In DCOM, there is a "client," somewhere on the network, and there is a "server," also somewhere on the network. Without the use of connection points, things flow only one way: method calls replace our water, the client replaces our faucet, and the server replaces the drain. This is way oversimplifying things, but the user "turns a handle" (that is, clicks a button, for example), and "stuff" (that is, method calls) "comes out of" the client. This "stuff that comes out" then "flows" over the network using DCOM. These calls "flow" to the server, which then collects them and acts like the "drain", or our sink. Here's Figure 2, which is almost exactly like Figure 1, but puts the client in place of the "source" and the server in place of the "sink," with the network in between:

Our client and server as the source and the sink.
Figure 2. Our client and server as the source and the sink.

OK, so now we have method calls flowing like water; wonderful. However, when the client calls methods, the server does all kinds of things that might be interesting to clients. So the server fires events all over the place. If our client doesn't care if the server fires events, it will just ignore them. However, if it cares, it will Advise() the server. Then the source-sink relationship of Figure 2 can be thought of in reverse:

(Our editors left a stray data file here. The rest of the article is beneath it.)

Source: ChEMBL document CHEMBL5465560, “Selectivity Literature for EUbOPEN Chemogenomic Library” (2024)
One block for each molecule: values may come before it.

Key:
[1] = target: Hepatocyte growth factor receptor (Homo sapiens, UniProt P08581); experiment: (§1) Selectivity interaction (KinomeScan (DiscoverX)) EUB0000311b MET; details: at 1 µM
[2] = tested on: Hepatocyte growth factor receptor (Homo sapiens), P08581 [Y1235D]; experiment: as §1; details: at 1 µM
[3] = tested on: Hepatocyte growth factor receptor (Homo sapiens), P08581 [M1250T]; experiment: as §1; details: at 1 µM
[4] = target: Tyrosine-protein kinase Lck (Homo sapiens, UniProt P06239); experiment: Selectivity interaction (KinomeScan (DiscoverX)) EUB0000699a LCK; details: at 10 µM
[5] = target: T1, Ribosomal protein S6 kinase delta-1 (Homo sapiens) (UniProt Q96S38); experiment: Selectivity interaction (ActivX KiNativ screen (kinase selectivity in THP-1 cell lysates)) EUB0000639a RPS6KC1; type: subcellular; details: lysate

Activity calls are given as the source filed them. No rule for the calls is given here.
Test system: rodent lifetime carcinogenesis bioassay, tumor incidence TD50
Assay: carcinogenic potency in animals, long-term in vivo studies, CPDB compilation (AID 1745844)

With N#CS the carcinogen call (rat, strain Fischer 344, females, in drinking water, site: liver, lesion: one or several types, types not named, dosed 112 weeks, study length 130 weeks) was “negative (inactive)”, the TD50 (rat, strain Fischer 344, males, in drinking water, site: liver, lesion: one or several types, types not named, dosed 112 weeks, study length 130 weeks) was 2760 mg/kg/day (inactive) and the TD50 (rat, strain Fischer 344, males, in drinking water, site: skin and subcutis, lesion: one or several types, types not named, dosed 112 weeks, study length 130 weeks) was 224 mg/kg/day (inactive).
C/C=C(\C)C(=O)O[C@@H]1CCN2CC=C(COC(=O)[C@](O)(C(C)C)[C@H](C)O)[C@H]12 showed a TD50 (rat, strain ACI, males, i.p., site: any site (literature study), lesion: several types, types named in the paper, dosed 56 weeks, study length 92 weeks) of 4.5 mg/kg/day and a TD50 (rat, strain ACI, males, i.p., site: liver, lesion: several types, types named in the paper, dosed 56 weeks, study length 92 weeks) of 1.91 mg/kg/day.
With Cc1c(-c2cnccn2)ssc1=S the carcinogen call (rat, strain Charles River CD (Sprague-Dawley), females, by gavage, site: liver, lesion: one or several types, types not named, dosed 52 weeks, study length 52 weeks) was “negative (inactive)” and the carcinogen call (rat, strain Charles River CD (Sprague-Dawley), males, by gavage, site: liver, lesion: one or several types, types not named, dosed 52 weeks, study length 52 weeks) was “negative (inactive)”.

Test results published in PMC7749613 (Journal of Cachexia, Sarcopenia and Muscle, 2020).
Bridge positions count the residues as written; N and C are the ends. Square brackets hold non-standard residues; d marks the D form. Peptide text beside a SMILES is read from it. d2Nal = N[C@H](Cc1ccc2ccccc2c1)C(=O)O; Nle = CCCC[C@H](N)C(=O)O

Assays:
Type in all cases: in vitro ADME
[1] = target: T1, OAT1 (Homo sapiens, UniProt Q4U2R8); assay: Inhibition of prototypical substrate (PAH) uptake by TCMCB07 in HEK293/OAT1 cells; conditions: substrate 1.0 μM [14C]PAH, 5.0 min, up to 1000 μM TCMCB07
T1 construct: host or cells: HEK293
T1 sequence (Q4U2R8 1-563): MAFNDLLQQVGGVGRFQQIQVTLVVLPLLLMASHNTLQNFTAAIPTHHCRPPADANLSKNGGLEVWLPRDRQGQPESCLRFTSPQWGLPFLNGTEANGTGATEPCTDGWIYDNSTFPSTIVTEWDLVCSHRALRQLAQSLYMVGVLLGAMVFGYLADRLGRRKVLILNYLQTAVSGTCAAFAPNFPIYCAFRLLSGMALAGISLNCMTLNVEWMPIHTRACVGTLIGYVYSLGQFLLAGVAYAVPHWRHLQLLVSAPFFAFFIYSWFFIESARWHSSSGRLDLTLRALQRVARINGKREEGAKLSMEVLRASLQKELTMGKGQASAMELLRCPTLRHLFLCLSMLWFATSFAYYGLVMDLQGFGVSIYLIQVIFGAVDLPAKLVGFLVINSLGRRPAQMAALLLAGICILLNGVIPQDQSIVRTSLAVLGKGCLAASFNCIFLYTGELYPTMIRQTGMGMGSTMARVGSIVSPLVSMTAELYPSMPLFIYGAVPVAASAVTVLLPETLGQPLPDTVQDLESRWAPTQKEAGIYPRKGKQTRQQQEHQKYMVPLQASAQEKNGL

The reverse of Figure 2.
Figure 3. The reverse of Figure 2.

Connection points come in when you have the following happening:

  1. The client is the source of a method call,
  2. The server sinks (that is, acts as the sink for) the method call.
  3. An "event call" comes out of the now-server-as-source.
  4. The client sinks the event call and does something.

As you can see, this is a round-trip. A method call goes from the client to the server, and then an event call goes from the server, to the client, as seen in Figure 4.

A round-trip.
Figure 4. A round-trip.

The Advise() step is done before item number 1 above, and the Unadvise() step (where the client goes back to being aloof) happens after item number 4. The points of contact on both the client and server and the Advise()ing and Unadvise()ing that happens all together form...


Whew... what a revelation... Let's start Step 5 before I get too carried away...

Step 5: Add the OnSayHello Event to the Event Source Interface DHelloWorldEvents